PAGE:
Insights from Existing Case Law Can Help Employers Comply with the New Equal Pay Regime
Few legislative developments in recent California history have prompted as much fear and gnashing of teeth in the business community as the recently enacted California Fair Pay Act, which was signed into law on October 6, 2015 and went into effect on January 1, 2016.
The bad news is that there are good reasons to worry about the legal uncertainties and litigation risks posed by the new Act (which replaced the Equal Pay Act), and it is too early to predict how the new legal standards under the Act will play out.
The good news is that in the meantime California employers can meaningfully mitigate those uncertainties and risks by focusing on compliance with key standards of conduct that already exist under current California case law.
The new Act replaces the equal work standard of the Equal Pay Act with a substantially similar standard. According to the new law, substantially similar work should be viewed “as a composite of skill, effort, and responsibility,” performed under similar working conditions. This vague standard makes employers nervous, and rightfully so.
What does “substantially similar work” mean? For two positions to be substantially similar, will it be required that each element of skill, effort, and responsibility meet some common threshold? Or will those factors be evaluated on some composite standard? All of this remains to be determined by the courts in litigation.
Until there is guidance from the courts, an attempt to conform pay structures to the new criterion is likely a fool’s errand. What employers should do instead is focus their attention on the defenses and exceptions under the new law, and specifically the permitted pay inequalities that are the same under the new Act and the old Equal Pay Act.
Both laws use similar language to describe defenses for pay discrepancies. The old law allowed unequal pay between genders when the difference was due to a seniority system, merit system, system which measured earnings by quantity or quality of production, or any bona fide factor other than sex. The new law keeps the old exceptions. The new law further clarifies that a bona fide factor other than sex will only support a pay difference when the employer can demonstrate that the factor is not related to sex-based differences, is job related with respect to the position in question, and is consistent with a business necessity.
Although the old law did not contain this qualifying language, cases that dealt with a defense based on a bona fide factor can serve as a valuable source of information as to how this factor may be decided under the new law.
For instance, in Green v. Par Pools Inc., the court agreed with the employer that prior work experience qualified as a bona fide factor and justified pay differences. 111 Cal. App. 4th 620, 626 (2003). Specifically, the plaintiff spent two years outside the employer’s industry and required training. Id. Similarly, in Stanley v. Univ. of S. California, the employer demonstrated that a pay differential was based on a bona fide factor. 178 F.3d 1069, 1075 (9th Cir. 1999). This case involved a female basketball coach who was paid less than her male counterpart. Both coaches had significant coaching experience: the male had 31 years of coaching experience whereas the female had 17 years. Id. at 1076. Nevertheless, the 14 years difference between their coaching involvements was an important factor in the court’s decision. Id. Furthermore, factors such as the female coach’s lack of basketball related publishing experience or marketing and promotional experience weighed in favor of holding the pay difference nondiscriminatory. Id.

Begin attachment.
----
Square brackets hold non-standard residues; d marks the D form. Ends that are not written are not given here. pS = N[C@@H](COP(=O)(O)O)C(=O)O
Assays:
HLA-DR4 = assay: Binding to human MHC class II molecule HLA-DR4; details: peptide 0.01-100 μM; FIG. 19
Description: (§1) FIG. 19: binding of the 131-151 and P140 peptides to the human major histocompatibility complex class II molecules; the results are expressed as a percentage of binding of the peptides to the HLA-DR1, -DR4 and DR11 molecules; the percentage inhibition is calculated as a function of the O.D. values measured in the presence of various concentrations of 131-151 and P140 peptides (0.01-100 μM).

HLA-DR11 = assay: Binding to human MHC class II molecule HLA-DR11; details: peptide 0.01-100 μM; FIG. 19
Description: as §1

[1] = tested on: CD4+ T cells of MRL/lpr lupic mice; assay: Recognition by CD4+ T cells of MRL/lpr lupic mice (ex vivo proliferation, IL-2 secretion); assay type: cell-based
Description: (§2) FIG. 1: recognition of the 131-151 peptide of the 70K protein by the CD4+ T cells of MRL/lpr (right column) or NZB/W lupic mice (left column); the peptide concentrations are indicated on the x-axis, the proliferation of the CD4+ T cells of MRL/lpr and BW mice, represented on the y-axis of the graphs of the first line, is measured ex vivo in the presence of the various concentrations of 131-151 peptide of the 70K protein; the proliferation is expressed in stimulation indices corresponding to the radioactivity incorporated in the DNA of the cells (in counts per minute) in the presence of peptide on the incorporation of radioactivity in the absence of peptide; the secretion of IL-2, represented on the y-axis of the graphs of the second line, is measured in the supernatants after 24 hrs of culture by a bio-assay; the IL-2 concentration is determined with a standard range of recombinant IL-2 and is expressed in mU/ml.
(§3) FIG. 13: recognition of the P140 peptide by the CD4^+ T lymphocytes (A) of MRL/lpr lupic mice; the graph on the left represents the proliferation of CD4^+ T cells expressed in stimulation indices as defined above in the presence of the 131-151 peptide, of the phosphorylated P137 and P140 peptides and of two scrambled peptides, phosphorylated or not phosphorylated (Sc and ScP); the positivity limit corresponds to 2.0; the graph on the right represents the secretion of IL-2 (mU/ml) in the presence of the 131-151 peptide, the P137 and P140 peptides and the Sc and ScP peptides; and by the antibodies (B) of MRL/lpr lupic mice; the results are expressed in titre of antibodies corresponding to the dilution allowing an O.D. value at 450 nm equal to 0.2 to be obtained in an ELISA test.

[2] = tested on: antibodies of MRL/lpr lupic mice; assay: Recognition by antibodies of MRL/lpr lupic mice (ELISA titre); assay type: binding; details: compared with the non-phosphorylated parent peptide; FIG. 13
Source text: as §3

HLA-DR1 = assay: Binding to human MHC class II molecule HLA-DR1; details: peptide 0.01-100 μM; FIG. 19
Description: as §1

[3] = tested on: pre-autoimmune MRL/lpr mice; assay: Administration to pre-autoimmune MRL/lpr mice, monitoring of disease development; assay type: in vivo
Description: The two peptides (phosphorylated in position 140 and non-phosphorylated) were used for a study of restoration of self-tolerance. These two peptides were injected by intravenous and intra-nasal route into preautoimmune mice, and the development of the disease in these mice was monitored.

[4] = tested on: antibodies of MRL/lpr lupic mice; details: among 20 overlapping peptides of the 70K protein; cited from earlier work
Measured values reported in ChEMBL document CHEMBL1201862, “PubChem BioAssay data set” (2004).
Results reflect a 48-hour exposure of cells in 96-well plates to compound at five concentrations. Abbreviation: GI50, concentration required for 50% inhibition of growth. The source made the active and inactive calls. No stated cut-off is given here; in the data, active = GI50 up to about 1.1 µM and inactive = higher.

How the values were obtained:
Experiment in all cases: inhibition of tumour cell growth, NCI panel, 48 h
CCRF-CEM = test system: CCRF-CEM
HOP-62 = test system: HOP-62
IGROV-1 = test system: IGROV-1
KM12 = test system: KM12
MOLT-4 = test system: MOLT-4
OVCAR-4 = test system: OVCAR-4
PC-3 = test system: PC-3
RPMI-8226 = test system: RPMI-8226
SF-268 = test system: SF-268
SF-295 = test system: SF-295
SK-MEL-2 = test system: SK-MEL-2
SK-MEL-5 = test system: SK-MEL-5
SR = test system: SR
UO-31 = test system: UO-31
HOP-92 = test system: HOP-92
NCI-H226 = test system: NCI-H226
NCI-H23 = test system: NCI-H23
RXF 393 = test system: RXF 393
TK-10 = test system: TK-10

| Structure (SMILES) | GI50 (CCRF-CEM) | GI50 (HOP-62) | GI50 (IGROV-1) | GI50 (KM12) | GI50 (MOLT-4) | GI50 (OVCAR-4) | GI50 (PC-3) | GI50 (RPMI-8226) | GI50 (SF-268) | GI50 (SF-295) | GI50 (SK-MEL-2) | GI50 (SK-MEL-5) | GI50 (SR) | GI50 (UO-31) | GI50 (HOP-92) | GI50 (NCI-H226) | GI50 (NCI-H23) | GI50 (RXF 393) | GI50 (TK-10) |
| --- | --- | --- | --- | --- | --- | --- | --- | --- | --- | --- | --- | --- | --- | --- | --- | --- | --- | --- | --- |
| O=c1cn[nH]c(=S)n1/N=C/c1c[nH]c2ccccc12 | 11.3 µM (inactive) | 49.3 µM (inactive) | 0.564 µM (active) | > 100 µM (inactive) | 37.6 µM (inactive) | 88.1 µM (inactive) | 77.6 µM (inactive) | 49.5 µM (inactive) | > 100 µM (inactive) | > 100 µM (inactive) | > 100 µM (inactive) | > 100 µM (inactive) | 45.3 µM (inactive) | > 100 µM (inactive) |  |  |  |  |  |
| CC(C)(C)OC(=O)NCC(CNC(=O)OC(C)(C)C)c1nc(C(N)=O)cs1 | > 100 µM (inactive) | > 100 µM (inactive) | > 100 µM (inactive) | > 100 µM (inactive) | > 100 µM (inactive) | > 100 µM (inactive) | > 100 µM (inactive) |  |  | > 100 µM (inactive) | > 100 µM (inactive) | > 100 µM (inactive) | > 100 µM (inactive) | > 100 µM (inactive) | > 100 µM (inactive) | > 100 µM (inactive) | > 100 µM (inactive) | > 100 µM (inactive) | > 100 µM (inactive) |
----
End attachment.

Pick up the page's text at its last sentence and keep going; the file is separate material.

The defendant employer also prevailed on the argument that pay inequality was caused by a factor other than sex in Cooper v. United Air Lines, Inc. 82 F. Supp. 3d 1084, 1099 (N.D. Cal. 2015). The court held that the hiring policies were gender neutral when the employer set different compensation ranks for supervisors. In that case, the employer set different pay for union workers promoted to supervisory positions, for managers hired internally from other management positions, and for mangers hired externally. Id.
As these cases demonstrate, not only the most obvious factors, such as the number of years of experience, are important to the courts. With the more defined standard of a bona fide factor under the new law, it is important to apply common sense. Although the employer will have to prove that the applied factor is related to the position in question and is a business necessity, each of the situations described in the above-mentioned cases appears to also meet this standard.
For instance, it is easy to imagine that setting different compensation for supervisory positions as in Cooper v. United Air Lines, Inc., depending on whether the hire was external or internal, is a business necessity. Such a practice can be used to ensure that management-level employees mainly come in as the outside hires, if the employer can articulate a business rationale for that preference.
Most importantly, the precedent shows that courts will trust businesses to make business judgments without imputing a discriminatory motivation.
Thus, until there is a body of case law determining what constitutes substantially similar work under the new Act, employers should take a closer look at their businesses and decide whether pay differences between men and women can be justified by any of the defenses offered by the new law.